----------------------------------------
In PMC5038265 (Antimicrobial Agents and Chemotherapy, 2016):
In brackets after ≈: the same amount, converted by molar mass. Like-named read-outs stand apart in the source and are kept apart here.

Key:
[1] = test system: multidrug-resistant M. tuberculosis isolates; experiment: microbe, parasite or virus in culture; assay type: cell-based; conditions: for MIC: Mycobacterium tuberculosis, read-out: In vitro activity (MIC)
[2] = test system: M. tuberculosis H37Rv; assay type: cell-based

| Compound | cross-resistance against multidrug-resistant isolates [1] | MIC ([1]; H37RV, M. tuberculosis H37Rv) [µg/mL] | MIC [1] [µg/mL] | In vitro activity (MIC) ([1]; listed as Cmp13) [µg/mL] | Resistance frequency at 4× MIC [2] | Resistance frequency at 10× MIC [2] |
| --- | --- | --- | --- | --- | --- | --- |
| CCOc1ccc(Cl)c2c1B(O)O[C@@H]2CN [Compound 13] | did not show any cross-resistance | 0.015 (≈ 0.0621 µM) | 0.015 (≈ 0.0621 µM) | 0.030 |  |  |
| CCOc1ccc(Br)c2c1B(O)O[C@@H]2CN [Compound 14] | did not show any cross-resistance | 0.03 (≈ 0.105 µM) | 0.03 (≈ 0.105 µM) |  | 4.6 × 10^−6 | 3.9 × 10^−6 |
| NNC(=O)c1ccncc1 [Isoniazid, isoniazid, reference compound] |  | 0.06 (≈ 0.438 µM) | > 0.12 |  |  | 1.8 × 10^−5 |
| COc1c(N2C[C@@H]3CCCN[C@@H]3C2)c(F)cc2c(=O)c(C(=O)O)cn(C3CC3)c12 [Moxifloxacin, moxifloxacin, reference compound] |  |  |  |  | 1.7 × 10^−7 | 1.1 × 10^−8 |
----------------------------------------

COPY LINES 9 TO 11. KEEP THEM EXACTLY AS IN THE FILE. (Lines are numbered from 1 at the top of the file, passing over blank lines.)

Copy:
| CCOc1ccc(Br)c2c1B(O)O[C@@H]2CN [Compound 14] | did not show any cross-resistance | 0.03 (≈ 0.105 µM) | 0.03 (≈ 0.105 µM) |  | 4.6 × 10^−6 | 3.9 × 10^−6 |
| NNC(=O)c1ccncc1 [Isoniazid, isoniazid, reference compound] |  | 0.06 (≈ 0.438 µM) | > 0.12 |  |  | 1.8 × 10^−5 |
| COc1c(N2C[C@@H]3CCCN[C@@H]3C2)c(F)cc2c(=O)c(C(=O)O)cn(C3CC3)c12 [Moxifloxacin, moxifloxacin, reference compound] |  |  |  |  | 1.7 × 10^−7 | 1.1 × 10^−8 |